• 1/2 tsp baking soda
  • 1 teaspoon ground cinnamon
  • 2 eggs
  • 1 teaspoon vanilla
  • 1 1/2 cups self-rising flour**
  • 3 cups rolled oats
  • 1 cup chocolate chips

**all-purpose flour will work too, just double the baking soda and add a 1/2 teaspoon salt

Preheat the oven to 350. Beat butter and peanut butter using an electric mixer on medium speed for about a minute. Add sugars, baking soda, cinnamon, and salt if you’re using some, and beat until combined. Beat in eggs and vanilla until combined. In small additions at a time, beat in the flour. Now you have to give up your electric mixer and go at it with a spatula or my preferred tool — a silicone spoonula. Stir in the oats, relish the arm work-out, engage your core, and stir in the chocolate chips.

Form into roughly 1-inch balls on a lined baking sheet — I bypass the two-spoons-method and the cookie-dough-scooper and just go at it with my hands. I think it’s easier and quicker, and the cookies turn out more round and perfect. Pop ‘em in the oven for 8-12 minutes, just until the tops turn the slightest bit brown. Too much longer and they’ll be too crispy.

Let them cool on the pan for about 2 minutes then transfer them to wire racks until they’re completely cooled. I normally ignore these kinds of instructions and either transfer them to wire racks right away or eat them all before they make it there. But I feel like this is an important step in maintaining the crispy-to-chewy ratio.

Makes 3-4 dozen.

Two dozen for Hugh, two dozen for me.

The (D)evolution of Bunco

Back in July of 2011 I sensed a need to establish mandatory girl time. One friend (also my roommate) was about to get married, one was already living with her beau, I was about to move in with Hugh, and several more of our friends were soon headed for coed co-habitation. We needed a monthly gathering to give us boy-free time to look forward to.

I’d heard of ladies in other age brackets playing a game called Bunco, so after a quick read of the wikipedia article, I sent the following invitation to my girlfriends:

Bunco invitation

We gathered, we snacked, we learned the rules of the game, and we actually played several rounds of it — and then we did it again the next month. And every month since, we take turns hosting and providing snacks while everyone else shows up bearing bottles of wine. It has often been the shining star of my calendar.

But lately Bunco has evolved. Or rather, it has devolved — we’ve gone from dutifully rolling the dice, recording our scores round by round and declaring a winner at the end of the night to not even bothering to find dice. Instead, we feast on snacks (often pinterest-inspired), share the latest gossip (often wedding-related), sip on glasses of wine (often several), and generally enjoy the company of other women without a trace of the presence of men.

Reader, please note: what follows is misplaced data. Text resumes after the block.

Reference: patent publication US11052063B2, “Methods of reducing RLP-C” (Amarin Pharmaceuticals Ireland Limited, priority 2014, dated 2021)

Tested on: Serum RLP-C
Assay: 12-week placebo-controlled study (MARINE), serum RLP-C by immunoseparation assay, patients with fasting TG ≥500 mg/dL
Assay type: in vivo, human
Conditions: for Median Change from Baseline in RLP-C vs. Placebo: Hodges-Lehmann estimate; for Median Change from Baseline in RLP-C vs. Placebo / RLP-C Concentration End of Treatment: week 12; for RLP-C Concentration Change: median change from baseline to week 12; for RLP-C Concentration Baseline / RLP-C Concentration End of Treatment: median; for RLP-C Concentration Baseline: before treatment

Last night I hosted the first Bunco since our holiday hiatus and it was every bit the Bunco-free Bunco we’ve all come to hope for. I made salsa chicken with make-your-own taco bar and appetizers included a bean dip I’ve reluctantly added to my repertoire (and secretly learned to enjoy). And we only had one red-wine-on-the-carpet fiasco! It was quickly thwarted by cold water and some vinegar and the not-Bunco-playing carried on.

Jessie asked for the salsa chicken recipe, I told her the three easy steps, and she asked me to write it down anyway. Sweet Jessie. So, Jessie, here are my recipes:

Salsa Chicken

  • 3-4 boneless skinless chicken breasts (about two pounds)
  • 24 oz jar of salsa
  • dashes of garlic powder, chili powder, cumin, cayenne, salt and pepper

Too simple. Put some chicken breasts into the crock pot in a single layer. Throw in some taco seasoning — most versions of this recipe call for a packet of taco seasoning, but I don’t keep them on hand, don’t want to buy them, and find them pretty salty. So I use garlic powder, chili powder, cumin, cayenne, salt, and black pepper — large dashes of the first two, medium dashes of the next two, and smaller dashes of the last two. Then dump your jar of salsa on top, put the lid on, and cook low and slow for 4-6 hours.

I use mild store brand salsa and set my crock pot timer for 5 hours, then keep warm. I find that that’s the perfect point of tender shred-able chicken without veering toward dry and overcooked. 

When I’m ready to shred the chicken (which pulls apart effortlessly using the two fork method) I drain the cooking liquid through a big strainer and make sure that the majority of the salsa remains intact with the chicken. And voila — it goes great in a tortilla with some cheese, lettuce, red onion, tomatoes, and black olives.

Super Simple Bean Dip (that even I will eat)

  • 1-2 cans of refried beans
  • 1 package cream cheese, softened
  • about 1.5 cups of shredded cheddar
  • small can of chopped green chiles, drained
  • optional other ingredients for optional other layers

Preheat the oven to 350. Mix together the refried beans, green chiles, cream cheese, and about 1 cup of shredded cheddar. I promise this is much easier if you’ve let the cream cheese soften outside of the fridge for a while. Season the mixture with your standard taco flavors (I pretty much stick to the same shtick performed in the making of salsa chicken). Pile the mixture into a baking dish, making sure it’s even. Add optional additional layers of black beans (make sure they’re really really drained), corn, salsa, whatever your husband’s tastebuds desire. Sprinkle the top with remaining shredded cheese, and sliced black olives if you’re me, and bake for about 15 minutes or until the cheese does that delicious bubbly thing it does.

I only like beans in a few forms — green beans or chickpeas that have been turned into hummus or falafel — but I threw together this bean dip for Hugh and his friends one night recently and even I liked it. So, much to Hugh’s delight, it has been added to my repertoire of easy go-tos. Must have something to do with the cheese content…